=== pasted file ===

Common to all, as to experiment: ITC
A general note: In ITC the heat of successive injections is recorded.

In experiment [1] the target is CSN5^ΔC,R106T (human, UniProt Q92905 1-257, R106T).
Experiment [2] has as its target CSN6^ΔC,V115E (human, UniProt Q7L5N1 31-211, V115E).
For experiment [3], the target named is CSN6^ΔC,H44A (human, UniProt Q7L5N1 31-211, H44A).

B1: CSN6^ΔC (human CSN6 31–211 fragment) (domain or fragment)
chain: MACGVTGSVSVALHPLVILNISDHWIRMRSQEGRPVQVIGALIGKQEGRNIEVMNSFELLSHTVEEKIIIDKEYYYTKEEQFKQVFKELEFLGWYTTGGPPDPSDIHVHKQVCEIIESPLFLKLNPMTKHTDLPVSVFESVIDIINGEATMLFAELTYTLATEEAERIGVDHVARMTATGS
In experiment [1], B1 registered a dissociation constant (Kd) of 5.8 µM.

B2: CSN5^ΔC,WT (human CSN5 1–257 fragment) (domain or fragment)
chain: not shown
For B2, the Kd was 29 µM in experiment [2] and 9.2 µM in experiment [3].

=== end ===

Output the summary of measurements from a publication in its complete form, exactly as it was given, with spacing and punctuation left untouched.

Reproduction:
Common to all, as to experiment: ITC
A general note: In ITC the heat of successive injections is recorded.

In experiment [1] the target is CSN5^ΔC,R106T (human, UniProt Q92905 1-257, R106T).
Experiment [2] has as its target CSN6^ΔC,V115E (human, UniProt Q7L5N1 31-211, V115E).
For experiment [3], the target named is CSN6^ΔC,H44A (human, UniProt Q7L5N1 31-211, H44A).

B1: CSN6^ΔC (human CSN6 31–211 fragment) (domain or fragment)
chain: MACGVTGSVSVALHPLVILNISDHWIRMRSQEGRPVQVIGALIGKQEGRNIEVMNSFELLSHTVEEKIIIDKEYYYTKEEQFKQVFKELEFLGWYTTGGPPDPSDIHVHKQVCEIIESPLFLKLNPMTKHTDLPVSVFESVIDIINGEATMLFAELTYTLATEEAERIGVDHVARMTATGS
In experiment [1], B1 registered a dissociation constant (Kd) of 5.8 µM.

B2: CSN5^ΔC,WT (human CSN5 1–257 fragment) (domain or fragment)
chain: not shown
For B2, the Kd was 29 µM in experiment [2] and 9.2 µM in experiment [3].